They are among the largest trees in the world, descendants of forests where dinosaurs roamed.
Pixabay / Simi Luft<p><span>Until recently, measuring these trees meant scaling their 80 meter high trunks with a tape measure. Now, a team of scientists from University College London and the University of Maryland uses advanced laser scanning, to create 3D maps and calculate the total mass.</span></p><p>The results are striking: suggesting the trees <a href="https://www.nature.com/articles/s41598-020-73733-6" target="_blank" rel="noopener noreferrer">may be as much as 30% larger than earlier measurements suggested.</a> Part of that could be due to the additional trunks the Redwoods can grow as they age, <a href="https://www.nature.com/articles/s41598-020-73733-6" target="_blank" rel="noopener noreferrer">a process known as reiteration</a>.</p>
New 3D measurements of large redwood trees for biomass and structure. Nature / UCL<p>Measuring the trees more accurately is important because carbon capture will probably play a key role in the battle against climate change. Forest <a href="https://www.wri.org/blog/2020/09/carbon-sequestration-natural-forest-regrowth" target="_blank">growth could absorb billions of tons</a> of carbon dioxide from the atmosphere each year.</p><p>"The importance of big trees is widely-recognised in terms of carbon storage, demographics and impact on their surrounding ecosystems," the authors wrote<a href="https://www.nature.com/articles/s41598-020-73733-6" target="_blank"> in the journal Nature</a>. "Unfortunately the importance of big trees is in direct proportion to the difficulty of measuring them."</p><p>Redwoods are so long lived because of their ability to <a href="https://www.nature.com/articles/s41598-020-73733-6" target="_blank" rel="noopener noreferrer">cope with climate change, resist disease and even survive fire damage</a>, the scientists say. Almost a fifth of their volume may be bark, which helps protect them.</p>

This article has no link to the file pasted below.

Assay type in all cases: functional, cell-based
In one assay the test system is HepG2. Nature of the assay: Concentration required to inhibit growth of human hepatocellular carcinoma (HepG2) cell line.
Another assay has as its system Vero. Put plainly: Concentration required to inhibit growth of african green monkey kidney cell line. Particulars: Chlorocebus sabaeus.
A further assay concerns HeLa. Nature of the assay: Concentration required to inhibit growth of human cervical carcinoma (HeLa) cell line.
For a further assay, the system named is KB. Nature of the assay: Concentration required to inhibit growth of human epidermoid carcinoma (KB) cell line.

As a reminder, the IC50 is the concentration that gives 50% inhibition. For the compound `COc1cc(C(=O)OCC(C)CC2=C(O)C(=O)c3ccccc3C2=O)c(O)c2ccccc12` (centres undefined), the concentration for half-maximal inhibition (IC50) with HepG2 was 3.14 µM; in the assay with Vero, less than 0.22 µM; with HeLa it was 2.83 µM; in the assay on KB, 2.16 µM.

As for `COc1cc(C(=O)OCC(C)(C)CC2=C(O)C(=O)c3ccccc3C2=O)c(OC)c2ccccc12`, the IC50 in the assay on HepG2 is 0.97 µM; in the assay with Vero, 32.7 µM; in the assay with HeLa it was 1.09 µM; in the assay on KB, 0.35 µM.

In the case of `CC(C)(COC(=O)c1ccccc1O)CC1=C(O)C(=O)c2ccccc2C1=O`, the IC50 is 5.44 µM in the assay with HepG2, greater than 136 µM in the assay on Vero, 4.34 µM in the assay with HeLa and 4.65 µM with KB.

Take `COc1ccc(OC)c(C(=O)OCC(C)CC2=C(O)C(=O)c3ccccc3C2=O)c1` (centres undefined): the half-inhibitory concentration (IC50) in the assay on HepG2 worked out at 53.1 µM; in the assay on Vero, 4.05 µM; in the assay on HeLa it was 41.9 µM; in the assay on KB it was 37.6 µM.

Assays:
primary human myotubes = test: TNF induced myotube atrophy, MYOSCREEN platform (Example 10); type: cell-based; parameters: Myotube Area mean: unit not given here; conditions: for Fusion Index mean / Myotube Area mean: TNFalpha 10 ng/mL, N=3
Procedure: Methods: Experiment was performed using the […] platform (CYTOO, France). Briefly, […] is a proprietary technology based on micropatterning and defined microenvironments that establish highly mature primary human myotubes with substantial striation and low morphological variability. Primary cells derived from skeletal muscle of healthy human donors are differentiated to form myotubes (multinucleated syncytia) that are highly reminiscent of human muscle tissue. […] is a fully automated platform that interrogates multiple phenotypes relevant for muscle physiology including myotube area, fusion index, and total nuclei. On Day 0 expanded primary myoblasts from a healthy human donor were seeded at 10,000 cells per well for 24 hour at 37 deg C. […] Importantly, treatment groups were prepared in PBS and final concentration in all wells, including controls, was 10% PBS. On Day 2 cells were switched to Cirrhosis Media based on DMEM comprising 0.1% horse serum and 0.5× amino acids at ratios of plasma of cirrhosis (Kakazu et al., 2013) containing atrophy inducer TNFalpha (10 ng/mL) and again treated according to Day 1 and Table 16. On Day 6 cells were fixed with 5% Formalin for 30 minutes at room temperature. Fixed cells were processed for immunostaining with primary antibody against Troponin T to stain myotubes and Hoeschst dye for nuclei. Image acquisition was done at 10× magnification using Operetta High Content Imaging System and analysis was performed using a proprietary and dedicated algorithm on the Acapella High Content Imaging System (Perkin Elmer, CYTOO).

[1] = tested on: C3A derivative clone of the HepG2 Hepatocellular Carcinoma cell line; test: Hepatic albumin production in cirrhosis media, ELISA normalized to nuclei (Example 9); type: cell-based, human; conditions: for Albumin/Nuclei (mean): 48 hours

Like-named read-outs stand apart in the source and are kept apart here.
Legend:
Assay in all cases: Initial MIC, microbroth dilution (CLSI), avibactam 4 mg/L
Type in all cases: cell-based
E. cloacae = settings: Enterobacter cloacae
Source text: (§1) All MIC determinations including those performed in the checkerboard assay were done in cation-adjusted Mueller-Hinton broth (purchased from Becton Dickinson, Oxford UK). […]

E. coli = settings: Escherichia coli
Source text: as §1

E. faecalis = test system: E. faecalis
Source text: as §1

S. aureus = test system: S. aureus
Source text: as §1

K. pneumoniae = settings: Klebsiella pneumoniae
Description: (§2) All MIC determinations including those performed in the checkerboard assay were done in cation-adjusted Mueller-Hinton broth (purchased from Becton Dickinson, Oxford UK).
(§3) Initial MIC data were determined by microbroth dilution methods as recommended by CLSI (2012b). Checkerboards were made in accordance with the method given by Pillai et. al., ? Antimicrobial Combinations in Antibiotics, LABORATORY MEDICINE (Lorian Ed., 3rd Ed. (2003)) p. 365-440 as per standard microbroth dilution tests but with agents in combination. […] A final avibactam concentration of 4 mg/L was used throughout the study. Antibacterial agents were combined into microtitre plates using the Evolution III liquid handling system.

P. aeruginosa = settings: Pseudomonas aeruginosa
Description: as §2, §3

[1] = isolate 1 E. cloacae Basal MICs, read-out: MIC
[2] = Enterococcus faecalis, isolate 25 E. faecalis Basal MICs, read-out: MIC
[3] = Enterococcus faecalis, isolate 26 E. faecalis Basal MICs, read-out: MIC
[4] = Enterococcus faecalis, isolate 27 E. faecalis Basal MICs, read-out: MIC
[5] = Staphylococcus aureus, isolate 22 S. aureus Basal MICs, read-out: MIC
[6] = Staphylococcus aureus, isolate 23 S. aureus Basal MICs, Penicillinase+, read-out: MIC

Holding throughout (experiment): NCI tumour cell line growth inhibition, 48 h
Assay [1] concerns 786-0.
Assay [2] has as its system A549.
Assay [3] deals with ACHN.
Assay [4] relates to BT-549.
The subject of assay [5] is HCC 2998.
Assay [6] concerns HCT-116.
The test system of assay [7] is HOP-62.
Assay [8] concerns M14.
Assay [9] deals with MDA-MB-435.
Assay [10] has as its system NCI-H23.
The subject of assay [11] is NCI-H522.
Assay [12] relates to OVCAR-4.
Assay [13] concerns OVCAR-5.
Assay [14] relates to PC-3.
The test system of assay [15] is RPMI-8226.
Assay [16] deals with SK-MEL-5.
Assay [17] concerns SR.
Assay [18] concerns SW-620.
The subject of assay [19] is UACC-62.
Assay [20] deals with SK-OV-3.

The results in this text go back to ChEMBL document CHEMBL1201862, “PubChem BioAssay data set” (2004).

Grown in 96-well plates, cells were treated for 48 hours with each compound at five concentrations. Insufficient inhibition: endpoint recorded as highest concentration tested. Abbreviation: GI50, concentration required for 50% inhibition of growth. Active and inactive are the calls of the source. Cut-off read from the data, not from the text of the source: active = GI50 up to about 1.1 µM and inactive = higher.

Carbon Capture Champions<p><span>Earlier research by scientists at Humboldt University and the University of Washington found that </span><a href="https://www.sciencedirect.com/science/article/pii/S0378112716302584" target="_blank" rel="noopener noreferrer">Redwood forests store almost 2,600 tonnes of carbon per hectare</a><span>, their bark alone containing more carbon than any other neighboring species.</span></p><p>While the importance of trees in fighting climate change is widely accepted, not all species enjoy the same protection as California's coastal Redwoods. In 2019 the world lost the equivalent of <a href="https://www.worldwildlife.org/threats/deforestation-and-forest-degradation" target="_blank" rel="noopener noreferrer">30 soccer fields of forest cover every minute</a>, due to agricultural expansion, logging and fires, according to The Worldwide Fund for Nature (WWF).</p>
Pixabay<p>Although <a href="https://c402277.ssl.cf1.rackcdn.com/publications/1420/files/original/Deforestation_fronts_-_drivers_and_responses_in_a_changing_world_-_full_report_%281%29.pdf?1610810475" target="_blank" rel="noopener noreferrer">the rate of loss is reported to have slowed in recent years</a>, reforesting the world to help stem climate change is a massive task.</p><p><span>That's why the World Economic Forum launched the Trillion Trees Challenge (</span><a href="https://www.1t.org/" target="_blank" rel="noopener noreferrer">1t.org</a><span>) and is engaging organizations and individuals across the globe through its </span><a href="https://uplink.weforum.org/uplink/s/uplink-issue/a002o00000vOf09AAC/trillion-trees" target="_blank" rel="noopener noreferrer">Uplink innovation crowdsourcing platform</a><span> to support the project.</span></p><p>That's backed up by research led by ETH Zurich/Crowther Lab showing there's potential to restore tree coverage across 2.2 billion acres of degraded land.</p><p>"Forests are critical to the health of the planet," according to <a href="https://www.1t.org/" target="_blank" rel="noopener noreferrer">1t.org</a>. "They sequester carbon, regulate global temperatures and freshwater flows, recharge groundwater, anchor fertile soil and act as flood barriers."</p><p><em data-redactor-tag="em" data-verified="redactor">Reposted with permission from the </em><span><em data-redactor-tag="em" data-verified="redactor"><a href="https://www.weforum.org/agenda/2021/03/redwoods-store-more-co2-and-are-more-enormous-than-we-thought/" target="_blank">World Economic Forum</a>.</em></span></p>